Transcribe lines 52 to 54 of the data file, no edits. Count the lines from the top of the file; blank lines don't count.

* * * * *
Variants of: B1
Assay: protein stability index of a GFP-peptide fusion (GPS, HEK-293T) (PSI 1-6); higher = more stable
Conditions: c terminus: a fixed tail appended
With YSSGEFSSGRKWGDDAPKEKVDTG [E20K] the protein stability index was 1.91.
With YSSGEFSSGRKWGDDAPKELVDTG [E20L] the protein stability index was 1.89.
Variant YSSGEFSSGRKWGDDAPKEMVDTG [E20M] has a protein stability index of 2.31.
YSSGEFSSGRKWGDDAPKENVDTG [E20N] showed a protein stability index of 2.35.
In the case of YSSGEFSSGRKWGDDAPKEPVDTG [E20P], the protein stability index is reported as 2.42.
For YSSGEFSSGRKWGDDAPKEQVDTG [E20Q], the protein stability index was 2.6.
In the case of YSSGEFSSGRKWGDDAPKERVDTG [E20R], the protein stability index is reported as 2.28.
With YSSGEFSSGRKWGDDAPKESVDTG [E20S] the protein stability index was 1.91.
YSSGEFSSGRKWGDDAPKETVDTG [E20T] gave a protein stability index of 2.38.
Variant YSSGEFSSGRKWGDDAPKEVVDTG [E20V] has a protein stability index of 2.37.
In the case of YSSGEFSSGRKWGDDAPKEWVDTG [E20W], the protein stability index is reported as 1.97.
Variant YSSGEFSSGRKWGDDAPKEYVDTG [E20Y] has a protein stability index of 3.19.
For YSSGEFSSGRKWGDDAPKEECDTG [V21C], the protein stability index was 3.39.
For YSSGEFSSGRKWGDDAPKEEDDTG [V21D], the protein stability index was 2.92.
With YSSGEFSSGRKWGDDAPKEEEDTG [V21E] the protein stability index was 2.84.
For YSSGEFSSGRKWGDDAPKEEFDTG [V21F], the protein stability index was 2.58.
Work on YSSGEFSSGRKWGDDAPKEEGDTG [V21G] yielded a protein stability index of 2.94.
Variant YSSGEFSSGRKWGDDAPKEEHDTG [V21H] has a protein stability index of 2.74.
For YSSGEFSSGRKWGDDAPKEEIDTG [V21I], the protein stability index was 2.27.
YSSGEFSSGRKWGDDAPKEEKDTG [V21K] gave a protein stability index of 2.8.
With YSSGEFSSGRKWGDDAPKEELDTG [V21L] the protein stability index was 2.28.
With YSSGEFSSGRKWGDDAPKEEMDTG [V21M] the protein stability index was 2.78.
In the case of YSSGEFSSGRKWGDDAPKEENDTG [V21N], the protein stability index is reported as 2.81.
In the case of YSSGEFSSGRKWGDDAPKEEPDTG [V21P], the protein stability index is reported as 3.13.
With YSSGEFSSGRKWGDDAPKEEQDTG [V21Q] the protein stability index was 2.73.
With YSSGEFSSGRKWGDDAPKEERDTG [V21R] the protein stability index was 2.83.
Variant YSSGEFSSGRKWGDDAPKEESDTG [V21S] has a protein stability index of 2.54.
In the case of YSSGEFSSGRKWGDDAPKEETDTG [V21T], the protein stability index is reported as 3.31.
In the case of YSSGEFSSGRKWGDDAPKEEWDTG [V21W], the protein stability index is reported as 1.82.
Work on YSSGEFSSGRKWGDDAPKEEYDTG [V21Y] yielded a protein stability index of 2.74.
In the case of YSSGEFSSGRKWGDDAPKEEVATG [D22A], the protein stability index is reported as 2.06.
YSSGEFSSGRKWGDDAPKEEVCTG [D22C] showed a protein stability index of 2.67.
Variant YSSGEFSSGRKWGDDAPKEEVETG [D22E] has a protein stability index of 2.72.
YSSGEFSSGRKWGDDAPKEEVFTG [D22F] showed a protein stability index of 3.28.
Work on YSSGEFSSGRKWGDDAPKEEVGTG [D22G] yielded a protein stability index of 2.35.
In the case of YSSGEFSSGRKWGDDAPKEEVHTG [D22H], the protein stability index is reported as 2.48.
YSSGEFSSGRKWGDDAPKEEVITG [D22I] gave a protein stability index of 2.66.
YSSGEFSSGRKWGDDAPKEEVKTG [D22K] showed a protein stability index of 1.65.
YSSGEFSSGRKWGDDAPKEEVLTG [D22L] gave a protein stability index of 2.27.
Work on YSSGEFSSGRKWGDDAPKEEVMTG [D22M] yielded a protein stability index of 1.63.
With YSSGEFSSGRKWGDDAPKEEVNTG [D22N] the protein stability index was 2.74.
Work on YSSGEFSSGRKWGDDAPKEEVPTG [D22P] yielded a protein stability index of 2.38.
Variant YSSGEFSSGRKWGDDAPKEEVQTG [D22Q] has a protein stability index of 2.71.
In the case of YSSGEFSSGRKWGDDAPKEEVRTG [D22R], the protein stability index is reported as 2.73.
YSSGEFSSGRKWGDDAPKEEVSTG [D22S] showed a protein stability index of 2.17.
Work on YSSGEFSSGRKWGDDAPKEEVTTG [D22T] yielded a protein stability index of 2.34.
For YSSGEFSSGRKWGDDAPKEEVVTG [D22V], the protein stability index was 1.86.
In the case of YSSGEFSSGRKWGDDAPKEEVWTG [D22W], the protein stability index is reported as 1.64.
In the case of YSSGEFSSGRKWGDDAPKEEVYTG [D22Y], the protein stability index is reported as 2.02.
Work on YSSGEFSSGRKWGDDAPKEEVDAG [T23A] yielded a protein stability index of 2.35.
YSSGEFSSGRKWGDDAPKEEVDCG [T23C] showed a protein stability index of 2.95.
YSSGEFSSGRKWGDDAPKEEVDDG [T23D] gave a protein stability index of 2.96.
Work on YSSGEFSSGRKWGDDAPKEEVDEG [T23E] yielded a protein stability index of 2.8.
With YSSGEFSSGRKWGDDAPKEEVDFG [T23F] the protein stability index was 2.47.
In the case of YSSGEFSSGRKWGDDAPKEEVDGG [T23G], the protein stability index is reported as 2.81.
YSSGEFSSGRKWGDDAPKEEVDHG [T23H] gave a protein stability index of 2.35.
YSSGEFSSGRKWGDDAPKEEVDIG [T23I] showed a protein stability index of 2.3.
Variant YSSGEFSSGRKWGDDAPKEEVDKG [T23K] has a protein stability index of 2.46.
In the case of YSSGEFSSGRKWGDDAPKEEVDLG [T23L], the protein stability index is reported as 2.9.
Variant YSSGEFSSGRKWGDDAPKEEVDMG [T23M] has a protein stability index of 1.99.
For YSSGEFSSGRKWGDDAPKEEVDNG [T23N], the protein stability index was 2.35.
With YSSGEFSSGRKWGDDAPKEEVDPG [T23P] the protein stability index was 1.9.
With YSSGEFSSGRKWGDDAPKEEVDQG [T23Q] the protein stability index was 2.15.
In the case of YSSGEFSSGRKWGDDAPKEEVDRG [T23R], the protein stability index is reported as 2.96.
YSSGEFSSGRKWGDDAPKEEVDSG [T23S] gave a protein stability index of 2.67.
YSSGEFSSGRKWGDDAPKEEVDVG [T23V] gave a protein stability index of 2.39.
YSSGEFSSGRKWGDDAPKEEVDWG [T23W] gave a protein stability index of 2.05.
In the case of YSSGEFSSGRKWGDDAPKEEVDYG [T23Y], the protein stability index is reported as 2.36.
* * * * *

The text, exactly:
In the case of YSSGEFSSGRKWGDDAPKEEVYTG [D22Y], the protein stability index is reported as 2.02.
Work on YSSGEFSSGRKWGDDAPKEEVDAG [T23A] yielded a protein stability index of 2.35.
YSSGEFSSGRKWGDDAPKEEVDCG [T23C] showed a protein stability index of 2.95.